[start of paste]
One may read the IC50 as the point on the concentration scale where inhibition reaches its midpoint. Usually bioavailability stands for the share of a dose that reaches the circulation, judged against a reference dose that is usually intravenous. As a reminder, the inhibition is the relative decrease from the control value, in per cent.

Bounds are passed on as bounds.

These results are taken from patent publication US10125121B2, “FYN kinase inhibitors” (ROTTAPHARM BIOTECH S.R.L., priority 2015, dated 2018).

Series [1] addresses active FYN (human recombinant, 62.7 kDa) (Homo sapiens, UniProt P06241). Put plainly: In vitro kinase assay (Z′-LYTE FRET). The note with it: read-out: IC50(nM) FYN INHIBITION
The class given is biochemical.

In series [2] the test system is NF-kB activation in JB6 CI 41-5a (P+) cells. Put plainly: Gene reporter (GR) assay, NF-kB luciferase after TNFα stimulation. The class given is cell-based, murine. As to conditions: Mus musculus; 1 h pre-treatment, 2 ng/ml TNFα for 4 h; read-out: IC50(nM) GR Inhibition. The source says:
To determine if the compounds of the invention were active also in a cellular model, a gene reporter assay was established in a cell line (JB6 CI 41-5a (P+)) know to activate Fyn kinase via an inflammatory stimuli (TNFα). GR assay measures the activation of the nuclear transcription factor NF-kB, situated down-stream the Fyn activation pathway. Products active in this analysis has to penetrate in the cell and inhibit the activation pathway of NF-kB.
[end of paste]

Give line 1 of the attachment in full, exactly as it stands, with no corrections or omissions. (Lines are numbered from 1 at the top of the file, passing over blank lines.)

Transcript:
One may read the IC50 as the point on the concentration scale where inhibition reaches its midpoint. Usually bioavailability stands for the share of a dose that reaches the circulation, judged against a reference dose that is usually intravenous. As a reminder, the inhibition is the relative decrease from the control value, in per cent.